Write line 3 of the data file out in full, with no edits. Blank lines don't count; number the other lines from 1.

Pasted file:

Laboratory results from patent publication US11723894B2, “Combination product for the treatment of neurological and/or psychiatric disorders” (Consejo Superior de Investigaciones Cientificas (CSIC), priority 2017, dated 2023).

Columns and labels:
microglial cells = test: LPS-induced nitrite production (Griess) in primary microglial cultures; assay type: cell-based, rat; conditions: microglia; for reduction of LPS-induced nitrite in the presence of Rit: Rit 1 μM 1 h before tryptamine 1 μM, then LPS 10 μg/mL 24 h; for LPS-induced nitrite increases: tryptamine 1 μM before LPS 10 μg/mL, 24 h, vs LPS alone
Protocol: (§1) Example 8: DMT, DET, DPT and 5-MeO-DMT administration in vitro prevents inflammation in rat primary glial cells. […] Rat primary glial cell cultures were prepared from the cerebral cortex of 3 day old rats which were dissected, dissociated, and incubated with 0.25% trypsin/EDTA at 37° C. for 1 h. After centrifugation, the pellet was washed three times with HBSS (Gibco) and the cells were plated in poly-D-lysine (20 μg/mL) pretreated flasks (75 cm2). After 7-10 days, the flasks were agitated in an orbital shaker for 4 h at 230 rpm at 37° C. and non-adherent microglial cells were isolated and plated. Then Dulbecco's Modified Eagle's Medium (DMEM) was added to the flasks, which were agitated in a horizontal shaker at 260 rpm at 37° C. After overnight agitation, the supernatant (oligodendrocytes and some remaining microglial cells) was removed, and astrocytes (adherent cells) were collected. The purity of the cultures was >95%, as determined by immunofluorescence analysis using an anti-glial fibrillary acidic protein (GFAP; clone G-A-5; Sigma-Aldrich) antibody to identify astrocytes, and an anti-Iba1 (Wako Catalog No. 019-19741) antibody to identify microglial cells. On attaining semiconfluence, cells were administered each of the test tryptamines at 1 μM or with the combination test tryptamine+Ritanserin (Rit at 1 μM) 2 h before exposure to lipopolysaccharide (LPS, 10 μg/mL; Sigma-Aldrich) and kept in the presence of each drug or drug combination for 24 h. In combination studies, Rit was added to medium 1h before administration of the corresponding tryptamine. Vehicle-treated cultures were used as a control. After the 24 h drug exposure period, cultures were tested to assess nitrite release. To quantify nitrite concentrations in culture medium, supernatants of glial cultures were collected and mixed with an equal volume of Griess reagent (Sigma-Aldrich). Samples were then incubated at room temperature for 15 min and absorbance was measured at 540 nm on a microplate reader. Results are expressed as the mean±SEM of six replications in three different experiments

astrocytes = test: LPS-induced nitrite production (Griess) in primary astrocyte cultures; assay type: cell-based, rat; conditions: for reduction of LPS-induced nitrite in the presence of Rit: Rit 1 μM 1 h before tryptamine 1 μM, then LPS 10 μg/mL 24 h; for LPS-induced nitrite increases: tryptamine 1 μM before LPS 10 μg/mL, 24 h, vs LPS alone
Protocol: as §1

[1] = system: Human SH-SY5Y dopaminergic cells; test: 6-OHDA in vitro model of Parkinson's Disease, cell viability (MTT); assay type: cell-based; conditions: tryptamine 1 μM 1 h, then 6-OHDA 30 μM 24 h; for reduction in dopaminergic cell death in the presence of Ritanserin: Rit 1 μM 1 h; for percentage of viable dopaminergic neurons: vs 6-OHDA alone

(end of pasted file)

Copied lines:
microglial cells = test: LPS-induced nitrite production (Griess) in primary microglial cultures; assay type: cell-based, rat; conditions: microglia; for reduction of LPS-induced nitrite in the presence of Rit: Rit 1 μM 1 h before tryptamine 1 μM, then LPS 10 μg/mL 24 h; for LPS-induced nitrite increases: tryptamine 1 μM before LPS 10 μg/mL, 24 h, vs LPS alone